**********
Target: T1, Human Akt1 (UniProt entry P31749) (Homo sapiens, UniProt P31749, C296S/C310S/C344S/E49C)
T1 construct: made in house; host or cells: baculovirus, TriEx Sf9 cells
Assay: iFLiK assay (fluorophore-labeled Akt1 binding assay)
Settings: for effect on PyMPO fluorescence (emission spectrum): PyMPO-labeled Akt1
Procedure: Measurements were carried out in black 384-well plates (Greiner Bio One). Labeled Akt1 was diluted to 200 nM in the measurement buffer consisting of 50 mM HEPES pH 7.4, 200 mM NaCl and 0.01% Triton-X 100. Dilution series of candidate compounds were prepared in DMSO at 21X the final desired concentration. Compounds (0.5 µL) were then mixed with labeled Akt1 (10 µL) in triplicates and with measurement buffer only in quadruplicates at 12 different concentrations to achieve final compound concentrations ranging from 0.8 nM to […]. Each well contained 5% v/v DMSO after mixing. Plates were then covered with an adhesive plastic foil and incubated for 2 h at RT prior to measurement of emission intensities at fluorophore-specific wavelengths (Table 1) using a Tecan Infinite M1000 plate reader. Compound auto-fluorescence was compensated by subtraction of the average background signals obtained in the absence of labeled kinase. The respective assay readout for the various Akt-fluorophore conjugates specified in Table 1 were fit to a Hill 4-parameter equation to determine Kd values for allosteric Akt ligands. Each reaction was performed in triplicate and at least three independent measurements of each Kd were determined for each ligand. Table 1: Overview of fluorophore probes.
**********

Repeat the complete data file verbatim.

Target: T1, Human Akt1 (UniProt entry P31749) (Homo sapiens, UniProt P31749, C296S/C310S/C344S/E49C)
T1 construct: made in house; host or cells: baculovirus, TriEx Sf9 cells
Assay: iFLiK assay (fluorophore-labeled Akt1 binding assay)
Settings: for effect on PyMPO fluorescence (emission spectrum): PyMPO-labeled Akt1
Procedure: Measurements were carried out in black 384-well plates (Greiner Bio One). Labeled Akt1 was diluted to 200 nM in the measurement buffer consisting of 50 mM HEPES pH 7.4, 200 mM NaCl and 0.01% Triton-X 100. Dilution series of candidate compounds were prepared in DMSO at 21X the final desired concentration. Compounds (0.5 µL) were then mixed with labeled Akt1 (10 µL) in triplicates and with measurement buffer only in quadruplicates at 12 different concentrations to achieve final compound concentrations ranging from 0.8 nM to […]. Each well contained 5% v/v DMSO after mixing. Plates were then covered with an adhesive plastic foil and incubated for 2 h at RT prior to measurement of emission intensities at fluorophore-specific wavelengths (Table 1) using a Tecan Infinite M1000 plate reader. Compound auto-fluorescence was compensated by subtraction of the average background signals obtained in the absence of labeled kinase. The respective assay readout for the various Akt-fluorophore conjugates specified in Table 1 were fit to a Hill 4-parameter equation to determine Kd values for allosteric Akt ligands. Each reaction was performed in triplicate and at least three independent measurements of each Kd were determined for each ligand. Table 1: Overview of fluorophore probes.